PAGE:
You do not have to tell her all the gory details about racism, but you can still give her generalized rules and ideas about tolerance like “Do not exclude people” and “Everybody is different and difference is cool.” Correct her when you hear her making incorrect, stereotypical statements like, “Boys do not have eyelashes” or “This brown doll is dirty,” so that she learns to look past stereotypes and to examine differences for herself.
Remember Your Own Childhood Experience with Racism
Remember your own childhood experiences with racism, how you felt, what you did, and how you wish it could have gone instead. Read about other people’s experiences and reactions. Talk to other parents and teachers to get ideas about how to handle it. Examine your own prejudices about Caucasian Americans, African Americans, multiracial Asian Americans, and others. If you have girls, you will also have to think about sexism in both your Asian culture and in mainstream American culture.
If you have not had personal experiences with racism, think about other instances of bullying or discrimination such as ageism, religious and gender discrimination, etc. Try my Scarlet Letter experiment.
The Scarlet Letter: An Exercise in Exploring Visible Difference
In The Scarlet Letter, Hester Prynne is forced to wear a scarlet “A” on her chest because she was caught committing adultery during Puritan times. Imagine wearing an A on your blouse; or to update it, a D for Divorced, G for Gay, or S for Premarital Sex. You may not think there is anything wrong with being divorced or gay or having premarital sex anymore, but some people still do. And because of the D, G or S on your chest, they know who you are. But you do not know who they are: their behavior, assumptions, background, feelings or other personal attributes.
When you go to a club and 10 people ask you to dance: is it because you look so beautiful today, or because they think you’re easy? When the club’s bartender fails to give you prompt service, is it because they are really busy or because they are afraid to catch AIDS (and everyone knows divorcees all have AIDS)? When you try to rent a house and do not get it is it really because they rented it to someone else or are they afraid of the wild drunken orgies they know divorcees have? When you meet someone new, do they expect you to know and teach them everything there is to know about the experience of being divorced? When the topic of divorce comes up, does the whole room turn around and look at you for the definitive answer? Do people in the grocery store check out line ask you, “How long have you been divorced?” “Did you catch him in bed with another woman?” “Did you divorce him or did he divorce you?” “Are you going to wear white in your next wedding?” “Do you use condoms?” or other too personal questions. Do your friends who you think are liberal and accepting surprise you with comments like, “She’s gotten so fat, it ’s no wonder he divorced her…Oh, well I don’t mean you. You’re big boned.”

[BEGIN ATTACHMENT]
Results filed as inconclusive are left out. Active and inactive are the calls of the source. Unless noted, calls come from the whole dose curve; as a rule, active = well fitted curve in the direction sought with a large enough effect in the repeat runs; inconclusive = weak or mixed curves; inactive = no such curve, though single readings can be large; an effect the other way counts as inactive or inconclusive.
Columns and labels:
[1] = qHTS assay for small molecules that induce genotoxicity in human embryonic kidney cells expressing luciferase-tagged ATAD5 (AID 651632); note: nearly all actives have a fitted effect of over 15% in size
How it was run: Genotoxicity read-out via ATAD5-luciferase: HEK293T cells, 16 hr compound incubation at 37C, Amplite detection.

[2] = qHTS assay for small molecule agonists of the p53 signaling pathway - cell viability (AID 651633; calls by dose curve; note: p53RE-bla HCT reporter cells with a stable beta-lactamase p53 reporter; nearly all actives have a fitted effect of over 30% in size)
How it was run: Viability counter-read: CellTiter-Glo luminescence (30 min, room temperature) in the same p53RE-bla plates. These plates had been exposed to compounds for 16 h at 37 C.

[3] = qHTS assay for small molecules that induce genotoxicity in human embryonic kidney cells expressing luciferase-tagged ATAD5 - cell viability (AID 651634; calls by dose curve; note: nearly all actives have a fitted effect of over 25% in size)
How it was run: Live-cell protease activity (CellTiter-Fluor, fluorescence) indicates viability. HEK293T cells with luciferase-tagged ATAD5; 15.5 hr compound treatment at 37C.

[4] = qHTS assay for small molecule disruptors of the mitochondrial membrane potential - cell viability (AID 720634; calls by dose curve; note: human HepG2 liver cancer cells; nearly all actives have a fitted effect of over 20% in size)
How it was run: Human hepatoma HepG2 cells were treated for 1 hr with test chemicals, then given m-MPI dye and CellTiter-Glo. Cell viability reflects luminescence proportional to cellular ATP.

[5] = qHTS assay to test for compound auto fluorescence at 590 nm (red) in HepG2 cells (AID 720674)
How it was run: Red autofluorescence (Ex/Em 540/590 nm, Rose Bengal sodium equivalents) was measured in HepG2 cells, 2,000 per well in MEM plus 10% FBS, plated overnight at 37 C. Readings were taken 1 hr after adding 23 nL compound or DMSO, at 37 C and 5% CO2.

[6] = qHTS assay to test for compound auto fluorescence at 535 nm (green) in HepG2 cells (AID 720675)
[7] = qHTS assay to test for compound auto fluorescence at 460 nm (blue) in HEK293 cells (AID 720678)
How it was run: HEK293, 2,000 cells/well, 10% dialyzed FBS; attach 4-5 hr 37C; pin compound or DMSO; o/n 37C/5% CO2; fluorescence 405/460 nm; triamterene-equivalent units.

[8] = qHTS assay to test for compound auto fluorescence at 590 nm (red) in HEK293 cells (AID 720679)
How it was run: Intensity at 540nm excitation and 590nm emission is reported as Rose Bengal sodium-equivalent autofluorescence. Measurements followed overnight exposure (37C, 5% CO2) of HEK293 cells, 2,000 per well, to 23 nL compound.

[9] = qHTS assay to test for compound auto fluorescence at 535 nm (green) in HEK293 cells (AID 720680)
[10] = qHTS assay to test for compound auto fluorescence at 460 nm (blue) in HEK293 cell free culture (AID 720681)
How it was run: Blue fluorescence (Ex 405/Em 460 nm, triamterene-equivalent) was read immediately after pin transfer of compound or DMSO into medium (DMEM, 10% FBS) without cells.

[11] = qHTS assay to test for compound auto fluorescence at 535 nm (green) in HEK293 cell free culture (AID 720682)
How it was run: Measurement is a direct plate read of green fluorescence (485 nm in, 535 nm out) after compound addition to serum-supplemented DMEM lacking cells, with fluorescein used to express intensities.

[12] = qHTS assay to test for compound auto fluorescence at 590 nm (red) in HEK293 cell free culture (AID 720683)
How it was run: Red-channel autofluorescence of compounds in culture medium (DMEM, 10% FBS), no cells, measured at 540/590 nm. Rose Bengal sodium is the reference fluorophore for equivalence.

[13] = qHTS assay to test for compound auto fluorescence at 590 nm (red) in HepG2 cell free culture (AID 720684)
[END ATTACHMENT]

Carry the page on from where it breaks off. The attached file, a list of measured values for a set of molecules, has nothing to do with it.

It does not take long before you start double guessing people’s motives or you simply get tired of the same dumb question over and over again. These examples are minor compared to getting beaten up or killed by illiterate skinheads who cannot tell a D from a G from an S, but they still chafe like a burr under the saddlepad of supposed equality.
Remembering and recognizing stereotypes, and rehearsing strategies for confronting them, is a necessary and important step in helping your child. There comes a time, however, to put the lessons into practice.
This article was originally published in 2013.